In many families there is that “angry” kid who just seems mad so often. S/he is defiant, particularly with authority figures, often lashing out. This dynamic within the family is stressful, and occasionally dangerous. This type of be behavior is called Oppositional Defiant Disorder. (ODD) The American Psychiatric Association describes this mental disorder in this manner, “A recurrent pattern of developmentally inappropriate negativistic, defiant, and disobedient behavior toward authority figures.” It adds that these children “will often have substantially strained relationships with their peers, teachers, parents and other family members, and frequently also experience attention-deficit hyperactivity disorder (ADHD) and mood disorders.”
Gary Sytsma has written an excellent article on ODD. I quote him and add my own commentary. ‘ODD children are essentially driven to maintain absolute control. They learn how to wield their power using anger. Meltdowns and tantrums become their modus operandi in order to get their way. An oppositional child often develops a mindset of having total say regarding what they are willing to do or not do. As a result, they often determine what will happen to them, as well as other family members. The parents take a secondary position in the family order. The oppositional child maintains power via defiance and authority.”
Parents with an oppositional child need training to cope with and learn how to effectively parent such a child. Such training should include helping parents use positive reinforcement instead of negative responses which usually cause the child to become angrier. It is important to look for and find some positive behaviors of the child — and tell him/her how pleased you are with that behavior. It is imperative that parents have control in these interactions. Ultimately such control gives the child a sense of stability, building trust.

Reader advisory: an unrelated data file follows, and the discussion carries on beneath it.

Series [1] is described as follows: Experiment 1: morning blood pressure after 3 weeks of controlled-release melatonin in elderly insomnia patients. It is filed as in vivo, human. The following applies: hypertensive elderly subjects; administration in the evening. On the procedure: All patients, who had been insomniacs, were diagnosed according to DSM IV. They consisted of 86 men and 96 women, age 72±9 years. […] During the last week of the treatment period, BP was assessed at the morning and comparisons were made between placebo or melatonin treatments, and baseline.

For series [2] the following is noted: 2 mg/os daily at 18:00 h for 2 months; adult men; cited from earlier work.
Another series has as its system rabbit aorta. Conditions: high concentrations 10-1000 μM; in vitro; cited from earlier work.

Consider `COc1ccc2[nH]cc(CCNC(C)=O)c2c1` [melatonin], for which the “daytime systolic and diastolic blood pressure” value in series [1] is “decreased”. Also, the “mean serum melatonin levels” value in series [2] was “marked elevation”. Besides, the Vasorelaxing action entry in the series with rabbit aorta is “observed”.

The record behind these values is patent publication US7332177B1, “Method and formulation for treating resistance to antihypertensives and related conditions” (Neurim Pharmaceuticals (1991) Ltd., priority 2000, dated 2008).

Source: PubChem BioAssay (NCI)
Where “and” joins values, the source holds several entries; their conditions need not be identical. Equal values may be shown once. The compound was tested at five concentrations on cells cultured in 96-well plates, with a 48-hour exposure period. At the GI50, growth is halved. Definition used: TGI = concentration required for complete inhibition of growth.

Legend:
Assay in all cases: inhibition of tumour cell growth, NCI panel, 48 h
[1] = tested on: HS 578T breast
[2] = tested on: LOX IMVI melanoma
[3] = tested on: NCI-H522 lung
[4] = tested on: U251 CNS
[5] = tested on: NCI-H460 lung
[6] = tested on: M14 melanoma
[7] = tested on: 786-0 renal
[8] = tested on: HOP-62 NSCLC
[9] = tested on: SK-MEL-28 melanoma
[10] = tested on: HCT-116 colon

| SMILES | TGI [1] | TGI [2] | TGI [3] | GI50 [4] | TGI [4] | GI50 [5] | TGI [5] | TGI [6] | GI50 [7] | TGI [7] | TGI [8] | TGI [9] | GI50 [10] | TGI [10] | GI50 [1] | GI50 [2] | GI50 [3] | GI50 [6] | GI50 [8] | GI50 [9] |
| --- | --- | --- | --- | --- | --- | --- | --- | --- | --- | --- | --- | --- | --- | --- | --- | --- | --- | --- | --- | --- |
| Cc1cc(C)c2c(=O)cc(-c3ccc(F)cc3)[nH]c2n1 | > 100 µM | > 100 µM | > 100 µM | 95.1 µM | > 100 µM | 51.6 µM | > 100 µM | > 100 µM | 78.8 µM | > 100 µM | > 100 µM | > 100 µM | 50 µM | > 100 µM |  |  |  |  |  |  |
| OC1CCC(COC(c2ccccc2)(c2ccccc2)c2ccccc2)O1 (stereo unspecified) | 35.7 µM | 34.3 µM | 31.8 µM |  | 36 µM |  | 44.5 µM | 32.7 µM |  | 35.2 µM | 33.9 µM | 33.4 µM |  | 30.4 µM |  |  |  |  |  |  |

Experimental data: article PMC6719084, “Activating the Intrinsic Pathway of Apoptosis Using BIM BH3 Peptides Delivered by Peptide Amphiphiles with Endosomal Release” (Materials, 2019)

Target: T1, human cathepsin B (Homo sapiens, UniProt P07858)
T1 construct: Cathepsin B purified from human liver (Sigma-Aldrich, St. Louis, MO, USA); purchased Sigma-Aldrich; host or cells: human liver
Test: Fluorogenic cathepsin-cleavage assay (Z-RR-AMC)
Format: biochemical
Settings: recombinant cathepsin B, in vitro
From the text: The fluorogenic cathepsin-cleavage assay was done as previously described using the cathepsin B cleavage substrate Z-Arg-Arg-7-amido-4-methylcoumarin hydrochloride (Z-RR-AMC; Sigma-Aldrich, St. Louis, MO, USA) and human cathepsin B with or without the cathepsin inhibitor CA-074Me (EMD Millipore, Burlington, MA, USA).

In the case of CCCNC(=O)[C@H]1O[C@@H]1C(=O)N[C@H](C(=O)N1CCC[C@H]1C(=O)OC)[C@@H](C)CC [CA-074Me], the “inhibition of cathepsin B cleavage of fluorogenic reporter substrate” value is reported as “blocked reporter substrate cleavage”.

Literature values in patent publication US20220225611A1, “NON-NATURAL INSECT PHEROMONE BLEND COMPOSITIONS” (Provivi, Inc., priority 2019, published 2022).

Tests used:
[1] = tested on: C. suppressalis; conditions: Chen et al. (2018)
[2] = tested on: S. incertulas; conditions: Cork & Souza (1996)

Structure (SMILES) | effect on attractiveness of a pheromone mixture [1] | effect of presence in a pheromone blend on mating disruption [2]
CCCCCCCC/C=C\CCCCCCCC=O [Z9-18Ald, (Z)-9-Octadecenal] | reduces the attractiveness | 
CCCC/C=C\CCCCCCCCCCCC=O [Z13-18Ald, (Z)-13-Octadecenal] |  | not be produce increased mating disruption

Parts of parental control involve setting up goals and rules, concrete expectations and consequences, setting limits, being consistent, being accountable. A reputable Marriage and Family therapist can assist parents with this training. It is important for parents to realize that this is a long term process. If not the child will win, outlasting the parents who have run out of energy and given up. Most punishment attempts will end up as failures with this type of child.
It is important for both parents to be in sync — to be unified — as they work together to parent this challenging child. Such children like to “divide and conquer” Mom and Dad. They use various cunning strategies to keep the parents divided and off balance. Good parental communication is critical in such family situations.
Respected Reader, the oppositional defiant child is a huge challenge. If you have one, or know of one that you would like to help, may this discussion be of value. Such a child, like any child, deserves the best parenting possible in order to become his or her fulfilled self!